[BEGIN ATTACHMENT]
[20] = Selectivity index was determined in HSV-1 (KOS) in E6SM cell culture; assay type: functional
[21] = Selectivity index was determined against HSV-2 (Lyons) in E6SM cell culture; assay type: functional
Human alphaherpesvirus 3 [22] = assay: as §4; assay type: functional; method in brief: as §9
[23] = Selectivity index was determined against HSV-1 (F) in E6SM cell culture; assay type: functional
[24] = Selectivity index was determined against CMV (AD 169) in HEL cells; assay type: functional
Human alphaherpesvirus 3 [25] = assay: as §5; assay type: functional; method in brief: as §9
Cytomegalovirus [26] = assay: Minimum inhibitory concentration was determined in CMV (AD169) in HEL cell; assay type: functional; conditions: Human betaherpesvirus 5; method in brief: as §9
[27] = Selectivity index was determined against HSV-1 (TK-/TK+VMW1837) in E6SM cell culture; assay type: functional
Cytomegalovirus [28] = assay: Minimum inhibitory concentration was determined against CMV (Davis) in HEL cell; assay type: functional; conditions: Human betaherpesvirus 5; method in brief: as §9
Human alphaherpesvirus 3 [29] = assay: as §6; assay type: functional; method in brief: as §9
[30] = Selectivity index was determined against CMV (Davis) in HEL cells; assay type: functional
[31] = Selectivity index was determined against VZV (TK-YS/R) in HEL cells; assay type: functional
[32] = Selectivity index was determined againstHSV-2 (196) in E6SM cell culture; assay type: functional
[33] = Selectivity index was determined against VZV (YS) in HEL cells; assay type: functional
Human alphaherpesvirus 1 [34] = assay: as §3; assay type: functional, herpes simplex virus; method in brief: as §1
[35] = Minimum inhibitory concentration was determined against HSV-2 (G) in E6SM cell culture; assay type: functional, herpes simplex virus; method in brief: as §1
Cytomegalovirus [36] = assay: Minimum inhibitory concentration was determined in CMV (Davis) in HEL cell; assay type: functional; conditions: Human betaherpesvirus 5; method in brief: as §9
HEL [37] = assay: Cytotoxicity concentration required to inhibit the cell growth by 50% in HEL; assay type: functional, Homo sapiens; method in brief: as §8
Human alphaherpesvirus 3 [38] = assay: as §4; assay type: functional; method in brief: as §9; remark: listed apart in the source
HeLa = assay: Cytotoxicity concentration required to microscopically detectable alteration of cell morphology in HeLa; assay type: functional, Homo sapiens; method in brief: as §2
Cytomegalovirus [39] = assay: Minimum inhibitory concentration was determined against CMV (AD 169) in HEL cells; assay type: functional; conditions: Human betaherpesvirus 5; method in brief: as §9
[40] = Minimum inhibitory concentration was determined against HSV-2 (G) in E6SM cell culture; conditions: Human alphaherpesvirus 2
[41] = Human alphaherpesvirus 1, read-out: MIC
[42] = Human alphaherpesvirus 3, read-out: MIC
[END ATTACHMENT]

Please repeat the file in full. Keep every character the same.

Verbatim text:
[20] = Selectivity index was determined in HSV-1 (KOS) in E6SM cell culture; assay type: functional
[21] = Selectivity index was determined against HSV-2 (Lyons) in E6SM cell culture; assay type: functional
Human alphaherpesvirus 3 [22] = assay: as §4; assay type: functional; method in brief: as §9
[23] = Selectivity index was determined against HSV-1 (F) in E6SM cell culture; assay type: functional
[24] = Selectivity index was determined against CMV (AD 169) in HEL cells; assay type: functional
Human alphaherpesvirus 3 [25] = assay: as §5; assay type: functional; method in brief: as §9
Cytomegalovirus [26] = assay: Minimum inhibitory concentration was determined in CMV (AD169) in HEL cell; assay type: functional; conditions: Human betaherpesvirus 5; method in brief: as §9
[27] = Selectivity index was determined against HSV-1 (TK-/TK+VMW1837) in E6SM cell culture; assay type: functional
Cytomegalovirus [28] = assay: Minimum inhibitory concentration was determined against CMV (Davis) in HEL cell; assay type: functional; conditions: Human betaherpesvirus 5; method in brief: as §9
Human alphaherpesvirus 3 [29] = assay: as §6; assay type: functional; method in brief: as §9
[30] = Selectivity index was determined against CMV (Davis) in HEL cells; assay type: functional
[31] = Selectivity index was determined against VZV (TK-YS/R) in HEL cells; assay type: functional
[32] = Selectivity index was determined againstHSV-2 (196) in E6SM cell culture; assay type: functional
[33] = Selectivity index was determined against VZV (YS) in HEL cells; assay type: functional
Human alphaherpesvirus 1 [34] = assay: as §3; assay type: functional, herpes simplex virus; method in brief: as §1
[35] = Minimum inhibitory concentration was determined against HSV-2 (G) in E6SM cell culture; assay type: functional, herpes simplex virus; method in brief: as §1
Cytomegalovirus [36] = assay: Minimum inhibitory concentration was determined in CMV (Davis) in HEL cell; assay type: functional; conditions: Human betaherpesvirus 5; method in brief: as §9
HEL [37] = assay: Cytotoxicity concentration required to inhibit the cell growth by 50% in HEL; assay type: functional, Homo sapiens; method in brief: as §8
Human alphaherpesvirus 3 [38] = assay: as §4; assay type: functional; method in brief: as §9; remark: listed apart in the source
HeLa = assay: Cytotoxicity concentration required to microscopically detectable alteration of cell morphology in HeLa; assay type: functional, Homo sapiens; method in brief: as §2
Cytomegalovirus [39] = assay: Minimum inhibitory concentration was determined against CMV (AD 169) in HEL cells; assay type: functional; conditions: Human betaherpesvirus 5; method in brief: as §9
[40] = Minimum inhibitory concentration was determined against HSV-2 (G) in E6SM cell culture; conditions: Human alphaherpesvirus 2
[41] = Human alphaherpesvirus 1, read-out: MIC
[42] = Human alphaherpesvirus 3, read-out: MIC